The threaded apertures 212 include wide bevels 220 on a far end 222 and near end 224 with respect to the osteotomy site.
The bone plate 200 further includes at least one locking bone peg (not shown) having an unthreaded body and threaded head which locks with the threads of a corresponding threaded aperture, thereby better ensuring rigid fixing of a fracture. Further, the distance X between the threaded apertures is defined to optimize either closing or opening of wedge femoral osteotomies 230. Preferably, the distance X is approximately 15 mm.
Optionally, a distal end 232 of the plate 200 forms a natural curve 234 corresponding to the shape 236 of the distal femur in order to minimize the potential of plate overhang.
In another feature, locking bone pegs 306 (shown in
Referring now to
In an advantage of the invention, the bone plate 10 provides greater flexibility of choice to the surgeon in that a threaded peg providing secure fixing can be positioned at any interval along the bone plate, including at its extreme ends.
In another advantage, the bone plate 10 provides greater flexibility of choice by providing multiple overlapping holes 22 oriented (1) along the longitudinal axis 12 of the bone plate, (2) oriented at an angle ø to the longitudinal axis, and (3) staggered along the axis.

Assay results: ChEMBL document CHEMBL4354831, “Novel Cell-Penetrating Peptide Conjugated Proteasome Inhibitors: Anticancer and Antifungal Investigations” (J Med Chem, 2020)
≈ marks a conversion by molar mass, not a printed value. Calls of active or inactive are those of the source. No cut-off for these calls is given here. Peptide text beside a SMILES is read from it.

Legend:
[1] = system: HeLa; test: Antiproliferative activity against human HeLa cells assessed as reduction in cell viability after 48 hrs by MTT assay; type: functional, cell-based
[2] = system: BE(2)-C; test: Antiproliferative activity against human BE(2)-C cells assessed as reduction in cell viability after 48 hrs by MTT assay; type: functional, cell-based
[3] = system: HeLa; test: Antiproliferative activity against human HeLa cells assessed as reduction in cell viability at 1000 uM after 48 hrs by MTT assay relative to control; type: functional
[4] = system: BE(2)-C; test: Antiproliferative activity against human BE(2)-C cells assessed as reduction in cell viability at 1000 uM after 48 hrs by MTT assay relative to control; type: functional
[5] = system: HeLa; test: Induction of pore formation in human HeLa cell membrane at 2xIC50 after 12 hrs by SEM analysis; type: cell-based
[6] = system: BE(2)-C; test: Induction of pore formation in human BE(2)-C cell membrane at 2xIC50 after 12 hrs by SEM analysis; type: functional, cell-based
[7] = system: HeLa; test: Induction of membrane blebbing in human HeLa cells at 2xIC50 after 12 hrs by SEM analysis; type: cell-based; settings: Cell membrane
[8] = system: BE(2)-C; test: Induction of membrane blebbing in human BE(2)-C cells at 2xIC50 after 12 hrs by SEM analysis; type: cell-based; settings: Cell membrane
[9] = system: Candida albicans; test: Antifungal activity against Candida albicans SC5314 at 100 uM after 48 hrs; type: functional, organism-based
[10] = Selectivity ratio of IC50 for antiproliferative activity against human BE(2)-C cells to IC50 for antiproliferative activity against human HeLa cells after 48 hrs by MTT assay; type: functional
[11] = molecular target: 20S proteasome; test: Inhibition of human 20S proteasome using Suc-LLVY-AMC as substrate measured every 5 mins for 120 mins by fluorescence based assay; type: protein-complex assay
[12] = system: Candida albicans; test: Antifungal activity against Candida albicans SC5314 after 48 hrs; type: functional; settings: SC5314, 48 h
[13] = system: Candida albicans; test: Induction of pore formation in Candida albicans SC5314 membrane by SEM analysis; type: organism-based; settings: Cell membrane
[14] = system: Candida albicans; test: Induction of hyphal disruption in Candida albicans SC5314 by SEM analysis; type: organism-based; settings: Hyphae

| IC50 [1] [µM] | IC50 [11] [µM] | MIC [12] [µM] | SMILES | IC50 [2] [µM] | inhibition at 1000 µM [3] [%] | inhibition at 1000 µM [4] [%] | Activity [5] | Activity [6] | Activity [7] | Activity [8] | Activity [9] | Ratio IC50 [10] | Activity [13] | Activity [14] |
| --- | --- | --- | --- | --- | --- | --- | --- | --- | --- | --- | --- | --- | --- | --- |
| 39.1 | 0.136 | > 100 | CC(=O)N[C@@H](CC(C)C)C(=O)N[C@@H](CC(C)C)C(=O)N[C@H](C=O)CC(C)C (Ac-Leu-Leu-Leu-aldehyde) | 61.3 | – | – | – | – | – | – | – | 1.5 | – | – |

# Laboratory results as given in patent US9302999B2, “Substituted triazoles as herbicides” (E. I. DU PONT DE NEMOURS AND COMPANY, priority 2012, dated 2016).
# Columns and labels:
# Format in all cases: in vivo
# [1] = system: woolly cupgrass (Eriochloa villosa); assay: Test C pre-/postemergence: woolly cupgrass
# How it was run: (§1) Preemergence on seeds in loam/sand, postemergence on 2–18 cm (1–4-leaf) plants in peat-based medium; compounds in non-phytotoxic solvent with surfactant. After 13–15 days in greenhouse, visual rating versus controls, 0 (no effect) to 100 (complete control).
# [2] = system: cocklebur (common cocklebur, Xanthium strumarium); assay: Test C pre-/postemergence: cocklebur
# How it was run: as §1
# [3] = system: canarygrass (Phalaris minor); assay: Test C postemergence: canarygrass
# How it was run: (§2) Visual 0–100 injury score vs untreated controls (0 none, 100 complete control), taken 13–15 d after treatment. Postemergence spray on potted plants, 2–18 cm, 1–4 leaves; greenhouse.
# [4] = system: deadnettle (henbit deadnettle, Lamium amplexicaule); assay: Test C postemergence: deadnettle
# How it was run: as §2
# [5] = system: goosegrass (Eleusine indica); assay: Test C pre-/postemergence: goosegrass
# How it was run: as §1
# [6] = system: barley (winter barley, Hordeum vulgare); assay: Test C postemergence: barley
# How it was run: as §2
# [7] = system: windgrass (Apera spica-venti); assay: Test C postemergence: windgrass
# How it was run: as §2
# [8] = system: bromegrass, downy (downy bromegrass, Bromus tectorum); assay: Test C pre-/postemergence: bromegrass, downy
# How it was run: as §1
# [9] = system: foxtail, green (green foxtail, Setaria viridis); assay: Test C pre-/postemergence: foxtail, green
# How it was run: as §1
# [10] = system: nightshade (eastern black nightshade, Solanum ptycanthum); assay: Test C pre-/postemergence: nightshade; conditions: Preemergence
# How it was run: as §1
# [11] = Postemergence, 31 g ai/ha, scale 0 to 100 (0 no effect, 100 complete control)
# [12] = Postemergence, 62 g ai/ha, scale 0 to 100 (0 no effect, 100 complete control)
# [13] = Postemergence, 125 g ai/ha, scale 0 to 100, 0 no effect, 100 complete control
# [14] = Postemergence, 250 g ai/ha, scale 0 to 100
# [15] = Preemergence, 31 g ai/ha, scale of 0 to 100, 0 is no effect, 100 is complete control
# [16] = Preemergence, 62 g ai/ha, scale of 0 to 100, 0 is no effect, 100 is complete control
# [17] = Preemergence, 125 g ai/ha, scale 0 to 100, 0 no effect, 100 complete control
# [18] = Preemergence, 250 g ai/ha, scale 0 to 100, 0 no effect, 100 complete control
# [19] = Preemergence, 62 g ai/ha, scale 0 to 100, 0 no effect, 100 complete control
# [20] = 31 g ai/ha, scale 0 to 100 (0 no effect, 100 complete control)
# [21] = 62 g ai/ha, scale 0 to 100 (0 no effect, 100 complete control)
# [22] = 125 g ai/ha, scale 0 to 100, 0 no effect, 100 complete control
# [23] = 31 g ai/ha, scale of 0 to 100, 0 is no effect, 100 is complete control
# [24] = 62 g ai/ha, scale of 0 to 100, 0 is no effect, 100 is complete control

In still another advantage, the threaded apertures 40 of the bone plate 10 are provided with threads cut perpendicular to the top side 16 of the bone plate, as well as at an angle ø to normal.
In another advantage, the bone plates 80, 130, or 140 include features that further increase the adaptability of the invention to the particular needs of surgery, in this instance, tibial plateau-leveling osteotomy.
Multiple variations and modifications are possible in the embodiments of the invention described here. Although certain illustrative embodiments of the invention have been shown and described here, a wide range of modifications, changes, and substitutions is contemplated in the foregoing disclosure. In some instances, some features of the present invention may be employed without a corresponding use of the other features. Accordingly, it is appropriate that the foregoing description be construed broadly and understood as being given by way of illustration and example only, the spirit and scope of the invention being limited only by the appended claims.
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|Cooperative Classification||A61B17/8061, A61B17/8052, A61B17/8095, A61B17/8014, A61B17/8057|
|European Classification||A61B17/80A2, A61B17/80F, A61B17/80H|
|Aug 11, 2008||AS||Assignment|
Owner name: NEW GENERATION DEVICES, INC.,NEW JERSEY
Free format text: ASSIGNMENT OF ASSIGNORS INTEREST;ASSIGNOR:KHOWAYLO, MICHAEL;REEL/FRAME:021365/0695
Effective date: 20040818
Owner name: PRECIMED S.A.,SWITZERLAND
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|Jul 31, 2009||AS||Assignment|